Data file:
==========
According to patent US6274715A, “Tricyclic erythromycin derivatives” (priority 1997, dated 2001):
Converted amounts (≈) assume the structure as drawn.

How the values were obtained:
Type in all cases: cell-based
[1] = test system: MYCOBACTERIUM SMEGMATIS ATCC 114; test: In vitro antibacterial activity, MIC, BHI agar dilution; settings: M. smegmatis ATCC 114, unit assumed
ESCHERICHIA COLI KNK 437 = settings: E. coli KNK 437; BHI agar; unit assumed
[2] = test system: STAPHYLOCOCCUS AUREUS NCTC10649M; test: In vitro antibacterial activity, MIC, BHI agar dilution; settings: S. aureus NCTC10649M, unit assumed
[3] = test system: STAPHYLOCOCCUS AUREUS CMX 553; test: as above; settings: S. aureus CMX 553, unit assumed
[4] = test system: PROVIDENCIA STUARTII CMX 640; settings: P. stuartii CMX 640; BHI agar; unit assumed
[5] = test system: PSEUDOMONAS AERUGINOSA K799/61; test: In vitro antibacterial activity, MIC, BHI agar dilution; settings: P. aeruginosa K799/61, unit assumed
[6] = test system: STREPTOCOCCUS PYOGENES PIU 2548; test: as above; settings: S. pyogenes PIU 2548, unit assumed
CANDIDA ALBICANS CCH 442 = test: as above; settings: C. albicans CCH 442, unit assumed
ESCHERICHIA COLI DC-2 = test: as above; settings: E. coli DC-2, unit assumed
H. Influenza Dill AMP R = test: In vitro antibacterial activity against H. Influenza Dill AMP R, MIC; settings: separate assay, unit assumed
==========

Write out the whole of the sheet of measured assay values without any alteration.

According to patent US6274715A, “Tricyclic erythromycin derivatives” (priority 1997, dated 2001):
Converted amounts (≈) assume the structure as drawn.

How the values were obtained:
Type in all cases: cell-based
[1] = test system: MYCOBACTERIUM SMEGMATIS ATCC 114; test: In vitro antibacterial activity, MIC, BHI agar dilution; settings: M. smegmatis ATCC 114, unit assumed
ESCHERICHIA COLI KNK 437 = settings: E. coli KNK 437; BHI agar; unit assumed
[2] = test system: STAPHYLOCOCCUS AUREUS NCTC10649M; test: In vitro antibacterial activity, MIC, BHI agar dilution; settings: S. aureus NCTC10649M, unit assumed
[3] = test system: STAPHYLOCOCCUS AUREUS CMX 553; test: as above; settings: S. aureus CMX 553, unit assumed
[4] = test system: PROVIDENCIA STUARTII CMX 640; settings: P. stuartii CMX 640; BHI agar; unit assumed
[5] = test system: PSEUDOMONAS AERUGINOSA K799/61; test: In vitro antibacterial activity, MIC, BHI agar dilution; settings: P. aeruginosa K799/61, unit assumed
[6] = test system: STREPTOCOCCUS PYOGENES PIU 2548; test: as above; settings: S. pyogenes PIU 2548, unit assumed
CANDIDA ALBICANS CCH 442 = test: as above; settings: C. albicans CCH 442, unit assumed
ESCHERICHIA COLI DC-2 = test: as above; settings: E. coli DC-2, unit assumed
H. Influenza Dill AMP R = test: In vitro antibacterial activity against H. Influenza Dill AMP R, MIC; settings: separate assay, unit assumed